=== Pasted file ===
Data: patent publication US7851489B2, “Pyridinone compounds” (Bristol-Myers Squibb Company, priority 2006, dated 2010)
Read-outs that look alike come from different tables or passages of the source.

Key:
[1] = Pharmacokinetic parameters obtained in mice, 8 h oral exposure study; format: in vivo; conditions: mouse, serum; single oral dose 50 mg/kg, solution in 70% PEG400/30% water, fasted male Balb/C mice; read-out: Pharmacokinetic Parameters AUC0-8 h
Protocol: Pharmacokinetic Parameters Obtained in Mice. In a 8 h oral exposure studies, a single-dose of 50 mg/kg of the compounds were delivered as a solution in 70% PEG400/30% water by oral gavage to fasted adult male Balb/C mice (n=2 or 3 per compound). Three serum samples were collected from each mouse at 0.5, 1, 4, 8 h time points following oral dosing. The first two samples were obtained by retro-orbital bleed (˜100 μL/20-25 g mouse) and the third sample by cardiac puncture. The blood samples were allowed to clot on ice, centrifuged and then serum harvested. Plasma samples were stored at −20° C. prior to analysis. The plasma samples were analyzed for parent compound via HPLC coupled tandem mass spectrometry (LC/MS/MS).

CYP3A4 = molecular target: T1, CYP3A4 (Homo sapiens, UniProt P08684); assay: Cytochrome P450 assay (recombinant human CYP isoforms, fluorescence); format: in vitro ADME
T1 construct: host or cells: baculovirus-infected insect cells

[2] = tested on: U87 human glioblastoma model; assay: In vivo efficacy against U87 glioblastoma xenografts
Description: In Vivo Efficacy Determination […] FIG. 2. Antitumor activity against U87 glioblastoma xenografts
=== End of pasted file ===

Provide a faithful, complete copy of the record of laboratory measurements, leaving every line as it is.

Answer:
Data: patent publication US7851489B2, “Pyridinone compounds” (Bristol-Myers Squibb Company, priority 2006, dated 2010)
Read-outs that look alike come from different tables or passages of the source.

Key:
[1] = Pharmacokinetic parameters obtained in mice, 8 h oral exposure study; format: in vivo; conditions: mouse, serum; single oral dose 50 mg/kg, solution in 70% PEG400/30% water, fasted male Balb/C mice; read-out: Pharmacokinetic Parameters AUC0-8 h
Protocol: Pharmacokinetic Parameters Obtained in Mice. In a 8 h oral exposure studies, a single-dose of 50 mg/kg of the compounds were delivered as a solution in 70% PEG400/30% water by oral gavage to fasted adult male Balb/C mice (n=2 or 3 per compound). Three serum samples were collected from each mouse at 0.5, 1, 4, 8 h time points following oral dosing. The first two samples were obtained by retro-orbital bleed (˜100 μL/20-25 g mouse) and the third sample by cardiac puncture. The blood samples were allowed to clot on ice, centrifuged and then serum harvested. Plasma samples were stored at −20° C. prior to analysis. The plasma samples were analyzed for parent compound via HPLC coupled tandem mass spectrometry (LC/MS/MS).

CYP3A4 = molecular target: T1, CYP3A4 (Homo sapiens, UniProt P08684); assay: Cytochrome P450 assay (recombinant human CYP isoforms, fluorescence); format: in vitro ADME
T1 construct: host or cells: baculovirus-infected insect cells

[2] = tested on: U87 human glioblastoma model; assay: In vivo efficacy against U87 glioblastoma xenografts
Description: In Vivo Efficacy Determination […] FIG. 2. Antitumor activity against U87 glioblastoma xenografts